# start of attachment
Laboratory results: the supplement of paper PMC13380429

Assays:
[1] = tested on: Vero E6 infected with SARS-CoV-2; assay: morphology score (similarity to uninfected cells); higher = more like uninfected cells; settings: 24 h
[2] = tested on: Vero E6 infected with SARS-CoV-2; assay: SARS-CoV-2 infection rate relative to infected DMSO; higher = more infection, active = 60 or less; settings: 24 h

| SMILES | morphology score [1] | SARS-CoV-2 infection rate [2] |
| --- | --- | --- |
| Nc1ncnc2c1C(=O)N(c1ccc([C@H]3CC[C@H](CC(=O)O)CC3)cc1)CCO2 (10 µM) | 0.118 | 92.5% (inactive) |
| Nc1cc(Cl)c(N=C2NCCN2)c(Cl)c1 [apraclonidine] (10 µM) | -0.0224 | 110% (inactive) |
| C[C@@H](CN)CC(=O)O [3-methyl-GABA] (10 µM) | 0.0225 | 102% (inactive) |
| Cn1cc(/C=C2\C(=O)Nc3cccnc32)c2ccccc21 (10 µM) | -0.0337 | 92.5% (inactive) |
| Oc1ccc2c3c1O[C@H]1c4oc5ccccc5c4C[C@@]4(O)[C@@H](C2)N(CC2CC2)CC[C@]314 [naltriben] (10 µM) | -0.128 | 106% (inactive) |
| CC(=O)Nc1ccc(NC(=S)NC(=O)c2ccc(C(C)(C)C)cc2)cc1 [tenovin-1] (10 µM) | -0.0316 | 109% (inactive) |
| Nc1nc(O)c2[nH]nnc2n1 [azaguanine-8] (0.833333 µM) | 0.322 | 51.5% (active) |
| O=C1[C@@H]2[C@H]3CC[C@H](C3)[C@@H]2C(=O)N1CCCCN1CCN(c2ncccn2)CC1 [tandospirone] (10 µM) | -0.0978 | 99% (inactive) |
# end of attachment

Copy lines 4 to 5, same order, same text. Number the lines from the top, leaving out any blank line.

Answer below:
[2] = tested on: Vero E6 infected with SARS-CoV-2; assay: SARS-CoV-2 infection rate relative to infected DMSO; higher = more infection, active = 60 or less; settings: 24 h

| SMILES | morphology score [1] | SARS-CoV-2 infection rate [2] |